Ernst Stavro Blofeld’s appearance changes frequently in the James Bond franchise, but the most memorable look is when he has a gigantic scar down the right side of his face. Originally we have no idea how he got the scar, likely in a fencing duel or something crazy like that, but in Spectre, we see Blofeld (Christoph Waltz) get the scar from an exploding watch thrown at him. In the Austin Powers films, it’s also unclear how Dr. Evil got his scar, but it’s possible that it too was a fencing duel scar, like Blofeld. However, because Dr. Evil is a ridiculous parody of so many different villains (Blofeld most of all), it’s just as likely that he did it himself. The only thing we do know is that Dr. Evil didn’t have that scar when he was a baby.
8. Mason Verger – Hannibal
Mason Verger (Gary Oldman) is the guy who got it the worst from Hannibal Lecter. His face is completely disfigured, just a giant scar really. Early on, Hannibal drugged Verger and made him cut off pieces of his own face and eat them, gross. He also had him hang himself, leaving him all mangled and damaged. Still, Verger is a sicko and is actually more of a villain than Hannibal is. He’s a psycho who tortures children and drinks martinis with children tears in them, is there anything more evil? Verger is pushed into a pig pen that was designed to kill Hannibal, so he finally meets his end, eaten by pigs. By looking at his scars, however, we know he’s villainous through to his core.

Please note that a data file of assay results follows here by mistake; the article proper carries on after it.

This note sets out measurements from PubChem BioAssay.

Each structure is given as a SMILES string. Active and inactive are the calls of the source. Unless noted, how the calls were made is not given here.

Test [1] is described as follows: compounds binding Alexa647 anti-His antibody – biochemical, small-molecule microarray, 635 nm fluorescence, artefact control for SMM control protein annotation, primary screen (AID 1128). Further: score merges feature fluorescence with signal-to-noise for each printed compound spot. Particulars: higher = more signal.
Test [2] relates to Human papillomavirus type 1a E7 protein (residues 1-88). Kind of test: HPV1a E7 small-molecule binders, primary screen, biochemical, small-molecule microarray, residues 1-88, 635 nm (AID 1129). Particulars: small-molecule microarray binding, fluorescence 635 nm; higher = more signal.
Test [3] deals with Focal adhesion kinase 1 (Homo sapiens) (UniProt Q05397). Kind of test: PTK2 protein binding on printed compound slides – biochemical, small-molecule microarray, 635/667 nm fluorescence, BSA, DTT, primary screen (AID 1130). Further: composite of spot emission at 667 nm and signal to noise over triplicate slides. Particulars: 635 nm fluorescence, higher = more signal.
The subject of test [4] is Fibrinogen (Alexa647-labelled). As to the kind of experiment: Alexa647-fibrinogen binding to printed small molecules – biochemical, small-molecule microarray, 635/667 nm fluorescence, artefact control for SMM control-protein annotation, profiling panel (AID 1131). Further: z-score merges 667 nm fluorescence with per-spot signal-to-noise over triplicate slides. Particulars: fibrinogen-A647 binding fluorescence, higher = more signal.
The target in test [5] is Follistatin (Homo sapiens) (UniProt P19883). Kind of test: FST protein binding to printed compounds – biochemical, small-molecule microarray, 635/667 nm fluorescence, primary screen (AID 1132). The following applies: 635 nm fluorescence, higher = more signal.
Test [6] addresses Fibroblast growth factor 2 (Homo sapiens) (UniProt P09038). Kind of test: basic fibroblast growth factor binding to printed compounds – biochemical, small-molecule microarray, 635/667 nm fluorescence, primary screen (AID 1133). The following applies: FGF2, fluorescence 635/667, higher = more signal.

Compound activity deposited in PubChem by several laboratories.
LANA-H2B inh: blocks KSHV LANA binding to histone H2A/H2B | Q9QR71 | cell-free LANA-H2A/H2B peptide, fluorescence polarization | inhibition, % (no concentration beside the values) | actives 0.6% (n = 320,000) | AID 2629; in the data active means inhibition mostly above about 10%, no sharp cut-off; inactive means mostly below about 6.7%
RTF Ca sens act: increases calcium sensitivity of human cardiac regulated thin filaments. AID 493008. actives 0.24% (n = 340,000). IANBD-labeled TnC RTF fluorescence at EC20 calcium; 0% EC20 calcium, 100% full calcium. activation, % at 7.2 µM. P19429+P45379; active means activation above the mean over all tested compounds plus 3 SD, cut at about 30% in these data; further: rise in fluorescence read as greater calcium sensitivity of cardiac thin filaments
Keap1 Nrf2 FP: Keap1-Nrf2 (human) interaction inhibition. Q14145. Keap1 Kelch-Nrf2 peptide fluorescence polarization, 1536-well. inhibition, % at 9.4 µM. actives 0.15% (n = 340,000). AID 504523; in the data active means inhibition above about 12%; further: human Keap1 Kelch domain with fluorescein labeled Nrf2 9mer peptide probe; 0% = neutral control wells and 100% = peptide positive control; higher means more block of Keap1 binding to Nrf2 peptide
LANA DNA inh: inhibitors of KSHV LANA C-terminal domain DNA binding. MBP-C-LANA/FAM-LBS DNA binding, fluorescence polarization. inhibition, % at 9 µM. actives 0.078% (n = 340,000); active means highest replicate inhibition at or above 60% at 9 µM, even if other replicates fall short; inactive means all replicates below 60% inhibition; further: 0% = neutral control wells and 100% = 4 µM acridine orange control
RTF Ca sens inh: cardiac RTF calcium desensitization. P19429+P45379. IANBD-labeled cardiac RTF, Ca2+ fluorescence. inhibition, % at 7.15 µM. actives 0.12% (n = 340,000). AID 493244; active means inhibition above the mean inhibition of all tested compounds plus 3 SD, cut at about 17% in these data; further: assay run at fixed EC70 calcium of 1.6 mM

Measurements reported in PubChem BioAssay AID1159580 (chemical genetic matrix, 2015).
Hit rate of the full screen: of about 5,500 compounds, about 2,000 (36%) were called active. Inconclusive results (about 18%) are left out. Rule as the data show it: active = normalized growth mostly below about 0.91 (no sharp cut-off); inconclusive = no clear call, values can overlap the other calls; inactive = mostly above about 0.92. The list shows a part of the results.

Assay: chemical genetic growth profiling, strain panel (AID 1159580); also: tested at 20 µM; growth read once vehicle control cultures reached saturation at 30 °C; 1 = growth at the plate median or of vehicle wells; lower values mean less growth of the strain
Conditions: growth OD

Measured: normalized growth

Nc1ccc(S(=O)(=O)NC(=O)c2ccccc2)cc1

7. Lieutenant Aldo Raine – Inglourious Basterds
The massive scar across Lieutenant Aldo Raine’s (Brad Pitt) neck is probably the result of a lynching; we’re not quite sure. It is certainly a reference to the character Tuco in The Good, the Bad and the Ugly, who escaped hanging, a protagonist type of marking. While it’s a good guy scar, it tells us that Raine is a dangerous man and has questionable methods, something he may have been punished for in the past. I guess we also know that he scalps his victims, which is pretty questionable, so there is some truth to his scar. The scar itself is not visibly distressing, so you know he’s got a good heart. Still, it’s big enough that it is a major piece of who he is, perhaps even a major piece as to why he is who he is.
6. The Toxic Avenger – The Toxic Avenger
This one subverts the traditional scar norms. After janitor, Melvin Ferd, falls into a vat of toxic waste, he is horribly burned and deformed. Rather than damaging his muscles and bones, though, as you would expect, the toxic waste actually makes Ferd stronger, a lot grosser to look at, but much stronger. Weird how that works out. Nevertheless, The Toxic Avenger was born because of this. Now the ugly hero makes it his mission to fight crime in his little town, taking revenge on the people who tormented him as well. Not surprisingly, the people in the town (except for one gal) are afraid of him, even pegging him as the bad guy. But he’s not bad, it’s just his skin that’s bad.
5. Staff Sergeant Barnes – Platoon